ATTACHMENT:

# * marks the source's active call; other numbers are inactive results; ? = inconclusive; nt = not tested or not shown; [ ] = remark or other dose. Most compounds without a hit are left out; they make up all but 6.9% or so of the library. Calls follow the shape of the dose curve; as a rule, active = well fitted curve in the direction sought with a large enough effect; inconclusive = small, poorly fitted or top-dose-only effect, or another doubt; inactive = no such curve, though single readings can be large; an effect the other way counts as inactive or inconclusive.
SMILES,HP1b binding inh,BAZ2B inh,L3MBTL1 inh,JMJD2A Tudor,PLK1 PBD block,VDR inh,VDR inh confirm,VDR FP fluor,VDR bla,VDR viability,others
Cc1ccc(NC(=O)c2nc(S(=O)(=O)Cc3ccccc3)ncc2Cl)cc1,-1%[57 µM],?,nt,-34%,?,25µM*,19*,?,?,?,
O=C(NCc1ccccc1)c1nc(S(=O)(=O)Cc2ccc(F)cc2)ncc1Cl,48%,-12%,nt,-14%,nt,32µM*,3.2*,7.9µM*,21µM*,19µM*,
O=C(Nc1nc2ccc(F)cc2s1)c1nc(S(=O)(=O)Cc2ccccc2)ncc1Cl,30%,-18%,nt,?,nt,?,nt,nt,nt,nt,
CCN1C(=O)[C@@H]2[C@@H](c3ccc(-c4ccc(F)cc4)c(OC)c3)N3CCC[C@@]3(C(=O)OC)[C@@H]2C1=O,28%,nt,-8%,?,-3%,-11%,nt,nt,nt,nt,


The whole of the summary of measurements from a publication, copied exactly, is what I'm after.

# * marks the source's active call; other numbers are inactive results; ? = inconclusive; nt = not tested or not shown; [ ] = remark or other dose. Most compounds without a hit are left out; they make up all but 6.9% or so of the library. Calls follow the shape of the dose curve; as a rule, active = well fitted curve in the direction sought with a large enough effect; inconclusive = small, poorly fitted or top-dose-only effect, or another doubt; inactive = no such curve, though single readings can be large; an effect the other way counts as inactive or inconclusive.
SMILES,HP1b binding inh,BAZ2B inh,L3MBTL1 inh,JMJD2A Tudor,PLK1 PBD block,VDR inh,VDR inh confirm,VDR FP fluor,VDR bla,VDR viability,others
Cc1ccc(NC(=O)c2nc(S(=O)(=O)Cc3ccccc3)ncc2Cl)cc1,-1%[57 µM],?,nt,-34%,?,25µM*,19*,?,?,?,
O=C(NCc1ccccc1)c1nc(S(=O)(=O)Cc2ccc(F)cc2)ncc1Cl,48%,-12%,nt,-14%,nt,32µM*,3.2*,7.9µM*,21µM*,19µM*,
O=C(Nc1nc2ccc(F)cc2s1)c1nc(S(=O)(=O)Cc2ccccc2)ncc1Cl,30%,-18%,nt,?,nt,?,nt,nt,nt,nt,
CCN1C(=O)[C@@H]2[C@@H](c3ccc(-c4ccc(F)cc4)c(OC)c3)N3CCC[C@@]3(C(=O)OC)[C@@H]2C1=O,28%,nt,-8%,?,-3%,-11%,nt,nt,nt,nt,